A sea of Atriplex prostrata at McLaughlin. 

The second is Chenopodium, which includes the food species quinoa (C. quinoa) and lambs-quarters or pigweed (C. album).

Chenopodium neomexicanum, in the greenhouse

The coolest thing about these plants (and certain other chenopods – but not spinach or beets), in my opinion, is that they have these strange bladder cells on their leaf and stem surfaces. Several scientists have studied the salt sequestration of these bladder cells and found they are extremely important in ionic balance of the plant in saline environments. But many, if not most, of the bladdered chenopods are not halophytes (plants which live in salty areas). So what else are these good for?

The leaf of a cultivated variety of Chenopodium album. All the purple balls are salt bladders – the leaf surface below is green. 

I suspected, given their location on the plant surfaces, that they might be part of a defensive system of the plant, as they would be the first tissues contacted by herbivores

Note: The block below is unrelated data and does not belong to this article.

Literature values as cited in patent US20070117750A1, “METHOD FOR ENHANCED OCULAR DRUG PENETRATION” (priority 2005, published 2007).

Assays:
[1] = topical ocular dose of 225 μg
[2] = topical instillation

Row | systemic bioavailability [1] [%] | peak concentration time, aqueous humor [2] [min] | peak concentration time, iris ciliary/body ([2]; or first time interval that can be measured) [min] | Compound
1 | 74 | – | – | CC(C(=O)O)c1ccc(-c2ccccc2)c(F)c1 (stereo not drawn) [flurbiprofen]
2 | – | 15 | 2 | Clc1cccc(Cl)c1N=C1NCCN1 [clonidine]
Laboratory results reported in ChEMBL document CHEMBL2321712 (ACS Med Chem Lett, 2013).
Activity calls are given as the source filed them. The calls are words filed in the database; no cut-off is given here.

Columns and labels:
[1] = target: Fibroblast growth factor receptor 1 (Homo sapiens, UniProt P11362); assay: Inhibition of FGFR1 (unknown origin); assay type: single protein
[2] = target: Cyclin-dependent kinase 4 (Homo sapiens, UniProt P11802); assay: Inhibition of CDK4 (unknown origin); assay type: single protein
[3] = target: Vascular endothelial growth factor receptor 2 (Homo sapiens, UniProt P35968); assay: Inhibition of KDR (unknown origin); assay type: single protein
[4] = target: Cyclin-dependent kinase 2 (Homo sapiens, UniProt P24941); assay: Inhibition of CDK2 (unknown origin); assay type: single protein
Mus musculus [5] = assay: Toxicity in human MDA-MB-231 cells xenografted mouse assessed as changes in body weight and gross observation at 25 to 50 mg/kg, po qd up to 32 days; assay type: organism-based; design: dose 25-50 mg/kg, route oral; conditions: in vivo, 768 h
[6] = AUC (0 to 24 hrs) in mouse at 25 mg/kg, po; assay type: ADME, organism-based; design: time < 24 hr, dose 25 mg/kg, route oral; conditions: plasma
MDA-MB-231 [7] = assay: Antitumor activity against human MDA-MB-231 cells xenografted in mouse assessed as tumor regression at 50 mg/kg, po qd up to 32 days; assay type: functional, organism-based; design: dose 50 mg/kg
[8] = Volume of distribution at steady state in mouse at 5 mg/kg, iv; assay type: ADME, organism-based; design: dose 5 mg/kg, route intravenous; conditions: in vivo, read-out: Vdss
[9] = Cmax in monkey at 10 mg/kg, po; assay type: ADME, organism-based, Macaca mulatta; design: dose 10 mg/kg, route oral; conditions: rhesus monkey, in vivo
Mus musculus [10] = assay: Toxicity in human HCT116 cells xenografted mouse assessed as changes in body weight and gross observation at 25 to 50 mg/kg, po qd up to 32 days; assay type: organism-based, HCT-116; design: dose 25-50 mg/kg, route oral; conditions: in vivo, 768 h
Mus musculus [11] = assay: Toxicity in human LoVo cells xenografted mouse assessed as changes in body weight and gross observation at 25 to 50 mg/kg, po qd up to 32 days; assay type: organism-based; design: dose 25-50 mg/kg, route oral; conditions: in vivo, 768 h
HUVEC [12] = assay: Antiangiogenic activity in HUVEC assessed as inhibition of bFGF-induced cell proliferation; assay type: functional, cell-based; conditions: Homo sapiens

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and they would allow the plant to segregate defenses, which are often bad for the plant, away from photosynthetic tissues. So I tested the defensive function of these bladders by removing them from leaves and testing herbivore preference with a choice, assessing herbivore preference without a choice, and removing them in the field and assessing herbivory rates compared to control leaves.

Removed bladders from the C. album leaf above. The purple coloration is due to betalain, a compound shown in other studies of amaranths (closely related) to be an effective defense against insect herbivores. 

I found strong support for a defensive function for these structures. Plants have all sorts of cool structures (domatia, hairs, sticky glands, etc.) which are defensive in function and with this work, I added one more to this list. I’m working on a few further projects on chenopods now, I’ll update with those when they get completed.

Reference: LoPresti, EL (2013) Chenopod salt bladders deter insect herbivores. Oecologia, DOI: 10.1007/s00442-013-2827-0